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Article

A Chocolate Glossary

Fine Cooking Issue 61
Photo by: Scott Phillips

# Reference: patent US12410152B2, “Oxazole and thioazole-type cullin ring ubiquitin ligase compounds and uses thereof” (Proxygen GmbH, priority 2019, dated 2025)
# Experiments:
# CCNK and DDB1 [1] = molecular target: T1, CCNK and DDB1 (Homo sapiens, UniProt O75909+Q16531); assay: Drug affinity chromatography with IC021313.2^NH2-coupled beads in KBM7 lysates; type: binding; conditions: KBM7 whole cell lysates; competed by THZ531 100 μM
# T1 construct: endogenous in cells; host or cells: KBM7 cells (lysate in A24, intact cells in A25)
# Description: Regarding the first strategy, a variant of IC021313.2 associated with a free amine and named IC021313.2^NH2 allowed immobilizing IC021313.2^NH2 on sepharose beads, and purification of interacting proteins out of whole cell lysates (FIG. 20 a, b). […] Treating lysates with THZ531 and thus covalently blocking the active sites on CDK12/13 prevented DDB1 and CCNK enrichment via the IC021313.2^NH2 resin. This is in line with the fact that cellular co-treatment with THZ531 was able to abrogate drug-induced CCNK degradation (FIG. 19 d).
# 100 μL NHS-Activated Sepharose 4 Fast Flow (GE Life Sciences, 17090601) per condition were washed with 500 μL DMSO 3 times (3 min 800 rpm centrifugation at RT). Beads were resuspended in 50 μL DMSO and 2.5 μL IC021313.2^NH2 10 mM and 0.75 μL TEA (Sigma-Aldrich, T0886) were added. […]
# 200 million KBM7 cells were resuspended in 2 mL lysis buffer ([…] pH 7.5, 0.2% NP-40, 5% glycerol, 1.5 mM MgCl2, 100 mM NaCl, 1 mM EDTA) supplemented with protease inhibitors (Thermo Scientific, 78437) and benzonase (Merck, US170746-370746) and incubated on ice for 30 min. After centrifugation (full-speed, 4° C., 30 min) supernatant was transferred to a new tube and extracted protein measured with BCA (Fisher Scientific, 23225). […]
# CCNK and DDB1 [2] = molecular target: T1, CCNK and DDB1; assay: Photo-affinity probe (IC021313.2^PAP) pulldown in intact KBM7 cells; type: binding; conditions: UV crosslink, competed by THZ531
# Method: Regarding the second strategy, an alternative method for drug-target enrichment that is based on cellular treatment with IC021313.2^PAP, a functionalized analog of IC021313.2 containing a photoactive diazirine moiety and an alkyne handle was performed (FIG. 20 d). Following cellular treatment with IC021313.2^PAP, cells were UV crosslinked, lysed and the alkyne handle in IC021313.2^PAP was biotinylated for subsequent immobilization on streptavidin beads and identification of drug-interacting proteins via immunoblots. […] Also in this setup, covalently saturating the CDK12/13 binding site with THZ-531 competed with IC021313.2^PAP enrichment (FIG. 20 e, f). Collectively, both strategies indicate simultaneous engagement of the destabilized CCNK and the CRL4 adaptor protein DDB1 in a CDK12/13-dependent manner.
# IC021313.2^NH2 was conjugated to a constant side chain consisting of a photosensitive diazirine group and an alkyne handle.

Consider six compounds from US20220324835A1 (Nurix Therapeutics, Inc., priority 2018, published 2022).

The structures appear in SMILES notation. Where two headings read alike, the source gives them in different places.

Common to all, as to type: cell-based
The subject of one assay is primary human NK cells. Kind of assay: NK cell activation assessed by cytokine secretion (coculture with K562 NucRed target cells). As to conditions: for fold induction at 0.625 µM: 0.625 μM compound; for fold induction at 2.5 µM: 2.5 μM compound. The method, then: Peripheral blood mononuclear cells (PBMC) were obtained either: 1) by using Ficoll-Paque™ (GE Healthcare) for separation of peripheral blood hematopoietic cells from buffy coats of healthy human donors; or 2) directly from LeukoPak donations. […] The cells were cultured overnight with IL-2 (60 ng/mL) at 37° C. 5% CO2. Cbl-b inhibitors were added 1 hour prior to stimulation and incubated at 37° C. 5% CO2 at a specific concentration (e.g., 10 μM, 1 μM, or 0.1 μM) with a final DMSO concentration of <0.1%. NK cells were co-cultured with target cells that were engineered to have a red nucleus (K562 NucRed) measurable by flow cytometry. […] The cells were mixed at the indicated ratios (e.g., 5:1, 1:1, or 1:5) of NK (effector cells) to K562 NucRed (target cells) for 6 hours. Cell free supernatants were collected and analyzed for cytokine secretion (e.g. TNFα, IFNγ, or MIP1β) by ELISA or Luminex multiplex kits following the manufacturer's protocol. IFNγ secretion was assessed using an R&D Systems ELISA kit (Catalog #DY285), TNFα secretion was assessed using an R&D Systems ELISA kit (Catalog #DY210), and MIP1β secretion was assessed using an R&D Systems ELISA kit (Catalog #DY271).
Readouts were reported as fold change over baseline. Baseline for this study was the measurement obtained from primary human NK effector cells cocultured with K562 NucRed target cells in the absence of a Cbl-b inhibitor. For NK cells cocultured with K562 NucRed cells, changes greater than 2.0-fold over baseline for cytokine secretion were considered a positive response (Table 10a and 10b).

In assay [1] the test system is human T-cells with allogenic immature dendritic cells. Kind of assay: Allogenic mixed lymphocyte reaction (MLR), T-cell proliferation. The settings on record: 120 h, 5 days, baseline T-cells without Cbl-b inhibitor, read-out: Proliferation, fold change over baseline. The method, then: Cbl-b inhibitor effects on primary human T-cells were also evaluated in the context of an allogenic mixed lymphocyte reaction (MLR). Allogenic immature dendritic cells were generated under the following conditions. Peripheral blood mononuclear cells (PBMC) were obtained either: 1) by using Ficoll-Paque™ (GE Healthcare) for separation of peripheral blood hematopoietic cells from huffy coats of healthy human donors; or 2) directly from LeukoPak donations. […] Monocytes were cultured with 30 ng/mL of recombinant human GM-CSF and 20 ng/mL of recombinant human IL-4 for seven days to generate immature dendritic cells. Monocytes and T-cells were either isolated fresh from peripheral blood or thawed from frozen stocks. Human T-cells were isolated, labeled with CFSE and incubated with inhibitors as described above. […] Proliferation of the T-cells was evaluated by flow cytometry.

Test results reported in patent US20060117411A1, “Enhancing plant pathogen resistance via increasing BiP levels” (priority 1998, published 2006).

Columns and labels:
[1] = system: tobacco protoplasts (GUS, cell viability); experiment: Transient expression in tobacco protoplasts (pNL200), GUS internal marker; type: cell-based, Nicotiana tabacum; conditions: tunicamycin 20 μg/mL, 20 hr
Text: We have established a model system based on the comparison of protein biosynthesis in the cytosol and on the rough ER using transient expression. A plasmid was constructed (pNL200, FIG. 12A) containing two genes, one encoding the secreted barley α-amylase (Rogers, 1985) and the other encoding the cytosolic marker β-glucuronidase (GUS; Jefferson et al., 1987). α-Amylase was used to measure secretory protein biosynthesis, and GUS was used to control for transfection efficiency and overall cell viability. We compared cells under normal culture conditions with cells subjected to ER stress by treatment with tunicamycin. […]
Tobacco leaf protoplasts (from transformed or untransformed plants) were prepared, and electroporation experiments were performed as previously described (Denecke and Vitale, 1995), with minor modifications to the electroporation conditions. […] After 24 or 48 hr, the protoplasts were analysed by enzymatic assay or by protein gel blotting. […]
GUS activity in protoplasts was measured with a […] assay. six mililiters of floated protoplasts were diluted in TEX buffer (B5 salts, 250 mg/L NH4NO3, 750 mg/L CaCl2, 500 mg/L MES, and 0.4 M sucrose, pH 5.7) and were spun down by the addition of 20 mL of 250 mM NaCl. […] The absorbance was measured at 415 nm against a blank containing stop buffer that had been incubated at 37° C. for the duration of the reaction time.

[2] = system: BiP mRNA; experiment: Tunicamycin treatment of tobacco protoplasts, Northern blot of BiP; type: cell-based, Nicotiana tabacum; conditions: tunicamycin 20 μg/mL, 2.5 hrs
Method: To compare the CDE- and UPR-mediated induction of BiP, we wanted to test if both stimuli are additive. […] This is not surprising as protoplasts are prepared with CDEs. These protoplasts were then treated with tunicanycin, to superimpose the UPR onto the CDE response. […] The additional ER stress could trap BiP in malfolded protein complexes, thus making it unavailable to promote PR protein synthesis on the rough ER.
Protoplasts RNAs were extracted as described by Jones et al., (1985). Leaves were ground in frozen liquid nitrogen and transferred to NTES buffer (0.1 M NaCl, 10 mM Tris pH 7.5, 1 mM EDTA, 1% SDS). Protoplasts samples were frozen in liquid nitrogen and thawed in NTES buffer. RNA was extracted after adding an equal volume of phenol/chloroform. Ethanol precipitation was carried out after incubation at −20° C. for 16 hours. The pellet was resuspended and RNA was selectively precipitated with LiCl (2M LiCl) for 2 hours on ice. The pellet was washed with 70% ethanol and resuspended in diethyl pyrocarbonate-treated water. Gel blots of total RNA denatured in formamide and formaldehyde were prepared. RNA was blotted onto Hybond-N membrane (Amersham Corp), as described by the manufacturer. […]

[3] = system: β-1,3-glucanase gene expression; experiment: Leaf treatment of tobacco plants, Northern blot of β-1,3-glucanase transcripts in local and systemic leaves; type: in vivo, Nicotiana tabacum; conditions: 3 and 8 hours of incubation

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Whether a chocolate is called unsweetened, bittersweet, or semisweet depends mostly on the percentage of chocolate liquor the chocolate contains. (Chocolate liquor is the paste made from ground cocoa nibs, which are extracted from roasted cocoa beans. The liquor contains cocoa butter and cocoa solids.) Most European and some American brands print the percentage of chocolate liquor on the label. A label of 70% chocolate means the bar contains about 70% chocolate liquor and about 30% sugar. (Vanilla and lecithin generally account for about 1% of the total ingredients.) But many manufacturers don’t list the percentages. In the U.S., dark chocolates by law must contain at least 35% chocolate liquor, and most brands of semi- and bittersweet contain 50% or more. Here’s a rundown of the various types of chocolate:

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